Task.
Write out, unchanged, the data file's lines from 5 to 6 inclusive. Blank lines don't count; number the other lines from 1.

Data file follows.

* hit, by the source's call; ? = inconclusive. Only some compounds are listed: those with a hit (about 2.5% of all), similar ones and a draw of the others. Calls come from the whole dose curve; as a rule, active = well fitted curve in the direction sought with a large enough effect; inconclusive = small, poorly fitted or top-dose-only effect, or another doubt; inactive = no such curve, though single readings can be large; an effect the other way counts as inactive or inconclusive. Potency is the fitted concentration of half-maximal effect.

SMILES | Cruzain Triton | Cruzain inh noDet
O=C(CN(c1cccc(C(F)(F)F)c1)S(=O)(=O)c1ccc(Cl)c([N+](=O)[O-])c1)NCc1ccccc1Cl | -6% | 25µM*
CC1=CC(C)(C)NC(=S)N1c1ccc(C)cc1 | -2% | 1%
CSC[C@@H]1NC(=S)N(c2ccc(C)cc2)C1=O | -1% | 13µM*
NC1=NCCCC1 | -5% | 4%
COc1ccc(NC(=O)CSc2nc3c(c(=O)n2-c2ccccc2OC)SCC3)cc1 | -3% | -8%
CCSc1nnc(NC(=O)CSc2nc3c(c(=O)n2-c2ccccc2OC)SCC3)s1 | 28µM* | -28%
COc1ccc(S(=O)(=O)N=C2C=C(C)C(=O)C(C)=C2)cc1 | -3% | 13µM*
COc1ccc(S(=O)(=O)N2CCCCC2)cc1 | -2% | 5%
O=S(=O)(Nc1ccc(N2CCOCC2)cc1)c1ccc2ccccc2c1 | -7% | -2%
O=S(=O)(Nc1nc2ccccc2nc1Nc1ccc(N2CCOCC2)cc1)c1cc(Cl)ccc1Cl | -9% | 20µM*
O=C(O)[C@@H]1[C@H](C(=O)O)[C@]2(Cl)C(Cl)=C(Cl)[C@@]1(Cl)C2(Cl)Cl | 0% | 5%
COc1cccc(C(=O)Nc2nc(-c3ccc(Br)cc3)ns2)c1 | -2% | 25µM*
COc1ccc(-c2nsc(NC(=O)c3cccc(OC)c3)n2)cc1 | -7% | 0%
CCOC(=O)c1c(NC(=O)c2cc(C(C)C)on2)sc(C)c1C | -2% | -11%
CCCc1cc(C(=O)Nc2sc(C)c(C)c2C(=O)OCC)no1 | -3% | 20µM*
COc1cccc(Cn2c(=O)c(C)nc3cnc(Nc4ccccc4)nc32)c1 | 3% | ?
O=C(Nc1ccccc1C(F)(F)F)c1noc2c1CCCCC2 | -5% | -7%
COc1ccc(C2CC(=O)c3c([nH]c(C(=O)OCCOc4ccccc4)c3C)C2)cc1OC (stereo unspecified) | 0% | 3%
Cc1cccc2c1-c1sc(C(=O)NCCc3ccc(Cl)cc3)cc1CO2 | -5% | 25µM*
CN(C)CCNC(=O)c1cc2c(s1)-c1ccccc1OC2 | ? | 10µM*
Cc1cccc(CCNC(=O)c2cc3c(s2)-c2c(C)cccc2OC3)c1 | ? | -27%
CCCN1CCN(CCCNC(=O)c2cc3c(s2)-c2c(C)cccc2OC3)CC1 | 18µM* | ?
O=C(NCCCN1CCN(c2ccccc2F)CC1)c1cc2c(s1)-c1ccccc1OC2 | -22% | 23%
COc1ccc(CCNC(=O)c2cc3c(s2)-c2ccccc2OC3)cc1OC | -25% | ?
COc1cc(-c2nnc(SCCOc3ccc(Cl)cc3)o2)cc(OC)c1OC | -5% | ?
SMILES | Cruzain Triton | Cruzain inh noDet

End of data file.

CSC[C@@H]1NC(=S)N(c2ccc(C)cc2)C1=O | -1% | 13µM*
NC1=NCCCC1 | -5% | 4%